News Update


The crew’s health dangers are related to the missing Titanic submarine.

Being confined to a 22-foot submersible with oxygen running low, possibly thousands of feet underwater, is a dangerous and cramped scenario.

The five crew members’ conditions and the precise location of the Titanic submarine are unclear. The vessel may only have ten hours or fewer of oxygen left, making it urgent to locate the sub before it is too late.

Running out of air is not the only risk individuals on board face, as Dr. Ken Ledez, a hyperbaric medicine specialist at Memorial University in St. John’s, Newfoundland, has stated to BBC News.

It’s possible that the vessel’s electrical system failed, which would have affected how much oxygen and carbon dioxide were present inside.


The crew will be breathing out more carbon dioxide as the oxygen level drops, which might have catastrophic repercussions.

You will fall asleep when carbon dioxide concentrations increase because it becomes sedative and acts as an anesthetic gas.

Hypercapnia, or having too much gas in the bloodstream, can be fatal if left untreated.

Ryan Ramsey, a former commander of a Royal Navy submarine, claims that despite watching web videos of Titan’s interior, he was unable to see any scrubbers, which are used to remove carbon dioxide.

He states, “For me, that is the biggest issue of all of them.”

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The crew is also at risk of hypothermia, a condition in which the body becomes overly cold.

Capt. Ramsey asserts that the water’s temperature will be roughly 0C if the sub is on the ocean floor. It won’t be producing any power if it has also lost electricity, which means it can’t produce heat.

The crew’s capacity to communicate with the search and rescue mission, such as by beating on the hull at regular intervals to attempt and draw attention, will wane due to hypothermia, a lack of oxygen, and a buildup of carbon dioxide inside the sub.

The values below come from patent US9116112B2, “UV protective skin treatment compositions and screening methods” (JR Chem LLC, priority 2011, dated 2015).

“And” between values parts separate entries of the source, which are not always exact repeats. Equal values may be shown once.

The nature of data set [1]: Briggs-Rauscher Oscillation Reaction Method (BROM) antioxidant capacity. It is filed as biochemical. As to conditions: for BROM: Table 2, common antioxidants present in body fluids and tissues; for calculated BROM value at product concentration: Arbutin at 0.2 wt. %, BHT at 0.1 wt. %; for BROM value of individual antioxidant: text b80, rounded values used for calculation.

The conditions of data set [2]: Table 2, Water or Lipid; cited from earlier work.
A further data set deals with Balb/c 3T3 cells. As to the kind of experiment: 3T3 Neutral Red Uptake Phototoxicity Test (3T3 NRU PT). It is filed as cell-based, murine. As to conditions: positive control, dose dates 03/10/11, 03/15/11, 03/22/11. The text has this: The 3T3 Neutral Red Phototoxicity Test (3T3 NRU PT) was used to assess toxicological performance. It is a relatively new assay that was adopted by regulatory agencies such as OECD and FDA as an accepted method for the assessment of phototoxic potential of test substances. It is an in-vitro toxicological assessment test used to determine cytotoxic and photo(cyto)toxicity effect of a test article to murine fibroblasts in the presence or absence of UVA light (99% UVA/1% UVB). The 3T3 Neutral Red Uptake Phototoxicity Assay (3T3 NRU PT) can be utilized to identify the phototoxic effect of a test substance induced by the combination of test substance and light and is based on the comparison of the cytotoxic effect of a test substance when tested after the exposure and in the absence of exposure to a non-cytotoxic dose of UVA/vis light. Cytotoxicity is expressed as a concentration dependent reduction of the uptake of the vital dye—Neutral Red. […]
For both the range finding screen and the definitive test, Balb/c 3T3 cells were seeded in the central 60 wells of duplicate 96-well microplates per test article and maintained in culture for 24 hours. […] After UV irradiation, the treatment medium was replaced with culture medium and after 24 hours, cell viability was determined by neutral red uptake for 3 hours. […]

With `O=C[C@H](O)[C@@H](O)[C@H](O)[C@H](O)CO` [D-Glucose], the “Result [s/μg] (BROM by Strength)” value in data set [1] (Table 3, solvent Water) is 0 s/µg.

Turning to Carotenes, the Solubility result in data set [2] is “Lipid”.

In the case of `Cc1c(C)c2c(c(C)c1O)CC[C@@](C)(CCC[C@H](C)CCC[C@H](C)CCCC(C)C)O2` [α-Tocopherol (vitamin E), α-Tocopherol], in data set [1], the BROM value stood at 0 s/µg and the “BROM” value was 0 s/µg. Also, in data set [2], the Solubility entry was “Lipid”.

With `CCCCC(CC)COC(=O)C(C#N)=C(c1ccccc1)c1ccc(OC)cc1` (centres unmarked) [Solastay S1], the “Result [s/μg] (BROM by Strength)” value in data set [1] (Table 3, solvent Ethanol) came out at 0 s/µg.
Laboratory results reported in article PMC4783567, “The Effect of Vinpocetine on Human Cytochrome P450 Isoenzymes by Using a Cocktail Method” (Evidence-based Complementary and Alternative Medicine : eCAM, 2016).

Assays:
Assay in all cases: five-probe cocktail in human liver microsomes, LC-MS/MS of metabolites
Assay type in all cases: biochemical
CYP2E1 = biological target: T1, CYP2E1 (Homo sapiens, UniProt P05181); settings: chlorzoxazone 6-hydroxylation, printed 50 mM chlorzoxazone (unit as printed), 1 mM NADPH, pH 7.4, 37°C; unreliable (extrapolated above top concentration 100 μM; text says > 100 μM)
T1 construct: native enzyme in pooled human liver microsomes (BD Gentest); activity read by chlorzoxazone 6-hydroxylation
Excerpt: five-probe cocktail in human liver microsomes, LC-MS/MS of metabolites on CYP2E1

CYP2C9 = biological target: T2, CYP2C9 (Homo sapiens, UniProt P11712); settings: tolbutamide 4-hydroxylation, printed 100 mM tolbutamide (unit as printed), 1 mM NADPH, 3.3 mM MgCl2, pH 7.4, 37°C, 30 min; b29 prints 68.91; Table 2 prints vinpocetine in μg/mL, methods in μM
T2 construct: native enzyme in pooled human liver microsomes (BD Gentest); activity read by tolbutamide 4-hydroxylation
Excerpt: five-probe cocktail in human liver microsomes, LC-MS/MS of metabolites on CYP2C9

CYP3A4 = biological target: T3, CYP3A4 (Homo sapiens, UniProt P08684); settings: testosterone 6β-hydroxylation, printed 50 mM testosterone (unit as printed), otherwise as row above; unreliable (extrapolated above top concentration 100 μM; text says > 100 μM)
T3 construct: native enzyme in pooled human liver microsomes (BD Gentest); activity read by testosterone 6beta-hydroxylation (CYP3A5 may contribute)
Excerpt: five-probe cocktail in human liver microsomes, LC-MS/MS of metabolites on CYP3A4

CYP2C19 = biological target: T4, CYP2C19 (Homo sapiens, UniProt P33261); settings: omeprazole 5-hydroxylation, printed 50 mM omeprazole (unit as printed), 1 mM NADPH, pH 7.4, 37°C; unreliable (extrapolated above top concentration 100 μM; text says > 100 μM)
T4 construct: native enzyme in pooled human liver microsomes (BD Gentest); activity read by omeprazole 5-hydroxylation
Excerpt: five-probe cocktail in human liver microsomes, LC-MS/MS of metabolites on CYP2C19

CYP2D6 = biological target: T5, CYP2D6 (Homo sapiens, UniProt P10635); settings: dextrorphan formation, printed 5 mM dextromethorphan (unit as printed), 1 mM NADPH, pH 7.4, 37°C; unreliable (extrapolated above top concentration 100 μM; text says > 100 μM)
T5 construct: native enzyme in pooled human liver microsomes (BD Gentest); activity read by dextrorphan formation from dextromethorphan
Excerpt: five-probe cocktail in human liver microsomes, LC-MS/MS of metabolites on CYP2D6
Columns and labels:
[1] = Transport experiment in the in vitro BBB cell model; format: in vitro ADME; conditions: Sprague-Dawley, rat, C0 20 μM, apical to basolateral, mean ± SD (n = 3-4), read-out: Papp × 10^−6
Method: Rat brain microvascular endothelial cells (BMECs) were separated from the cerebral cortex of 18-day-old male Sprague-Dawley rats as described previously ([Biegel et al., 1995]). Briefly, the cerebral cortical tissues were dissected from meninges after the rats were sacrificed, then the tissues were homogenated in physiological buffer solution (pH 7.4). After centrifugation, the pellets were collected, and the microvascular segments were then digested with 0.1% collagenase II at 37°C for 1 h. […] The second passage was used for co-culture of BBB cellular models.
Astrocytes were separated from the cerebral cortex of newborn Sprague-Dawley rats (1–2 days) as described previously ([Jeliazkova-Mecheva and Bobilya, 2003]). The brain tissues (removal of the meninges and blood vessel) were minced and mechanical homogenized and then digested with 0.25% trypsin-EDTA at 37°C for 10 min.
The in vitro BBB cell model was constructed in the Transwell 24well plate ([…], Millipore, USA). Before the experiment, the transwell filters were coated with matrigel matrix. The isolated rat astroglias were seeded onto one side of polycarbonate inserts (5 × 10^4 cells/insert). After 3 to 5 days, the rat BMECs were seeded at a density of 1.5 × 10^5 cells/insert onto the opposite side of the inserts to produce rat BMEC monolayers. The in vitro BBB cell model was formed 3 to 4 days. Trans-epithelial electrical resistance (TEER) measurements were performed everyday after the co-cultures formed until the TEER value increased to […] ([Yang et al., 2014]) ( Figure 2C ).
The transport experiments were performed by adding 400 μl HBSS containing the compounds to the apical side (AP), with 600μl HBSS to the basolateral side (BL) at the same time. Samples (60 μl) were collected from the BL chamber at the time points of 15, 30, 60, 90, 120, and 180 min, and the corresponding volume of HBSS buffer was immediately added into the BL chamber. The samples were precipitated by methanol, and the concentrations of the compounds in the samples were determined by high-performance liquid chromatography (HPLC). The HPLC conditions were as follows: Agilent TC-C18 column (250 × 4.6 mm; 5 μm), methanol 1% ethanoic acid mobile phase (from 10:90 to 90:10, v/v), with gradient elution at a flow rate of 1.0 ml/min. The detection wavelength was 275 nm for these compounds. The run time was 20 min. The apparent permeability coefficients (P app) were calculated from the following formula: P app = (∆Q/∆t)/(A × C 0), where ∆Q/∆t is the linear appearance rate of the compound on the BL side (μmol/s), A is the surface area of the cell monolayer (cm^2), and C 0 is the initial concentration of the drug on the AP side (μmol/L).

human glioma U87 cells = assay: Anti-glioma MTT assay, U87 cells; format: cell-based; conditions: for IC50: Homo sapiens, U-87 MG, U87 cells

According to Dr. Ledez, if someone is unconscious, they won’t be able to do much to aid themselves.

Submersible Titan from OceanGate
The crew may be able to conserve their supplies, at least for the time being, despite the Coast Guard’s warning that there is probably not much oxygen available.

While acknowledging that it could be challenging given the tension they would be under, Mr. Ramsey argues that slowing their breathing might also be beneficial.

They could either disperse carbon dioxide-absorbing granules or, if they still have electricity, consume less of it, according to Dr. Ledez.

Despite all of these difficulties, he warns against ending the search and rescue effort too soon because they might be able to survive even at extremely low oxygen levels.

Dr. Ledez asserts, “If anybody can survive in it, you know, it’s these people.” They could still be alive, but it simply depends on whether they have access to power and light to construct these controllers and find stuff.


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